The Old Irish College in Santiago

irish-college-santiago-de-compostela-caminowaysThe Old Irish College in Santiago

Pazo de Ramirás, a classic Galician townhouse located at number 44 on Rúa Nova in Santiago de Compostela, is built on the site of the former Irish College. The college was founded in 1605 and was open to Irish students until 1769.

Santiago’s College (Antigo Colexio dos Irlandeses) was the second of five opened in Spain during the reign of Elizabeth I of England, when hundreds fled Ireland to escape religious persecution. There were 29 Irish colleges in Europe, including six in Iberia: five in Spain (Salamanca, Santiago de Compostela, Seville, Madrid and Alcalá de Henares) and one in Lisbon, Portugal. At these colleges, set up between 1590 and 1649, the students were trained as priests.

Researcher Patricia O’Connell has written about many of the Irish Colleges in Iberia, including the one in Santiago de Compostela.

The college in Santiago was founded in 1605 by the O’Sullivan family, for Irish exiles in Galicia in need of boarding schools and student residence in Santiago. However by 1613 the college would be managed by the Jesuits. In Santiago de Compostela, the Irish students studied Philosophy for two years before moving to the Irish college in Salamanca where they would continue their studies in Theology, before being ordained and travelling back to Ireland. It is believed the college in Santiago hosted up to 16 students at the time.

The expulsion of the Jesuits from Spain in 1767 led to the closure of the college in Santiago and all the colleges then merged with Salamanca. The Salamanca archives were then moved to Maynooth College in the 20th century.

While Pazo de Ramirás is a private property, today you can see a little plaque, reminder of the former Irish College in Santiago de Compostela.

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  1. By Brian o'Sullivan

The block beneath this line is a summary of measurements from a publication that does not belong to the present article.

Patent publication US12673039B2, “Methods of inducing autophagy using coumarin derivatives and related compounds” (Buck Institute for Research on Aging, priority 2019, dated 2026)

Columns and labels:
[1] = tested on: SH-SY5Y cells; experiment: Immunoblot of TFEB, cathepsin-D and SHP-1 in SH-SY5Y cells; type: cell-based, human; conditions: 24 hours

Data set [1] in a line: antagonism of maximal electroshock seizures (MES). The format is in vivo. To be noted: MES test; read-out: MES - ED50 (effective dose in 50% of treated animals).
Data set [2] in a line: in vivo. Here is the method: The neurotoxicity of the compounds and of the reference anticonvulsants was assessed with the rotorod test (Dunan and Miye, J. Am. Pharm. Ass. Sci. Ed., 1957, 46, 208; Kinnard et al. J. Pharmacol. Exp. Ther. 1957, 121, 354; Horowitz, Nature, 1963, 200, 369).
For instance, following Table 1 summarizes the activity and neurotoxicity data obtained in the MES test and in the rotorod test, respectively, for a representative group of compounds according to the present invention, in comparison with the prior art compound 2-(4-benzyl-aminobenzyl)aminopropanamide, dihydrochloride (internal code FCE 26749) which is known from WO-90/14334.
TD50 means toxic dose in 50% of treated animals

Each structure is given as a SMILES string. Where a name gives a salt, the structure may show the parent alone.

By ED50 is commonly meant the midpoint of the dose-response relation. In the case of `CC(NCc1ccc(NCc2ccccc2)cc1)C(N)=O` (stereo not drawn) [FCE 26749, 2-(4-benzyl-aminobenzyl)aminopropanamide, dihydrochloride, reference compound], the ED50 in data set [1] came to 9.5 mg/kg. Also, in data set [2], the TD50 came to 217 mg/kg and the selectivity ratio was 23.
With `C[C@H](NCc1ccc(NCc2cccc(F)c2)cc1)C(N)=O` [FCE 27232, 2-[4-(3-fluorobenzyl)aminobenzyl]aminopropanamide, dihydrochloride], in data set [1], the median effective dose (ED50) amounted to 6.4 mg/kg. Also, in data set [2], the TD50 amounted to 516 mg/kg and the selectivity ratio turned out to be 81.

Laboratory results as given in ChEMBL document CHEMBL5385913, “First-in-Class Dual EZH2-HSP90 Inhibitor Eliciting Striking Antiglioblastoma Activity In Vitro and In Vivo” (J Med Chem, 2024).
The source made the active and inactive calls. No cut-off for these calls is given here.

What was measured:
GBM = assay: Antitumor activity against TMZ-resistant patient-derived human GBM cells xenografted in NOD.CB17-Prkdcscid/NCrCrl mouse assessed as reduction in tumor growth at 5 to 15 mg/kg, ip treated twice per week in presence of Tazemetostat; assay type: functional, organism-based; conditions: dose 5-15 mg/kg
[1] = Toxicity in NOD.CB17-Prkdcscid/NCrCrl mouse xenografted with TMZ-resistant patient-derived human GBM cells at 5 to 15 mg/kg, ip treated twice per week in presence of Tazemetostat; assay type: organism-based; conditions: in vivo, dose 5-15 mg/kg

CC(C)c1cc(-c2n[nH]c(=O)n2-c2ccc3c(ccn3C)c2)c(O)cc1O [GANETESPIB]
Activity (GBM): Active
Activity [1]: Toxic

Interesting how history comes full circle ! I
    I enjoyed your article on the the Irish College in Santiago de Compestello .

    My son is completing the Camino right now ( September 2023 ). My father is an O’Sullivan from the Bantry/ Glengariff are of Ireland, the home of Donal O’Sullivan, one of the founders of the Irish College in Spain. O’Sullivan fought and marched several hundred miles from Glengariff ,County Cork to Leitrim in the early 1600’s.

    From Leitrim he sailed to Spain for asylum where he received a pension and aristocratic title.

    This March route is now an official hiking trail recognized by the Irish government known as the “Beare Way.”

    My brother is a famous Canadian Olympic boxer, Shawn O’Sullivan who won the silver medal in the 1984 LA Olympics.

    As youths, my siblings and I spent many summers visiting Ireland, including the site of O’Sullivan’s Dunboy castle in Castletownbere, lreland.

    I guess with my son’s Camino hike ( which ends in Santiago ) you could say the O’Sullivan’s have come full circle !

  2. By Emer Roche

    Hi Brian, Thanks for sharing your fascinating family history, your ties to the Camino are very strong. I hope your son has enjoyed his Camino adventure. If you or any of your family members want to embark on another Camino tour, feel free to reach out to us for any guidance or suggestions. Thanks for contacting us. Emer.

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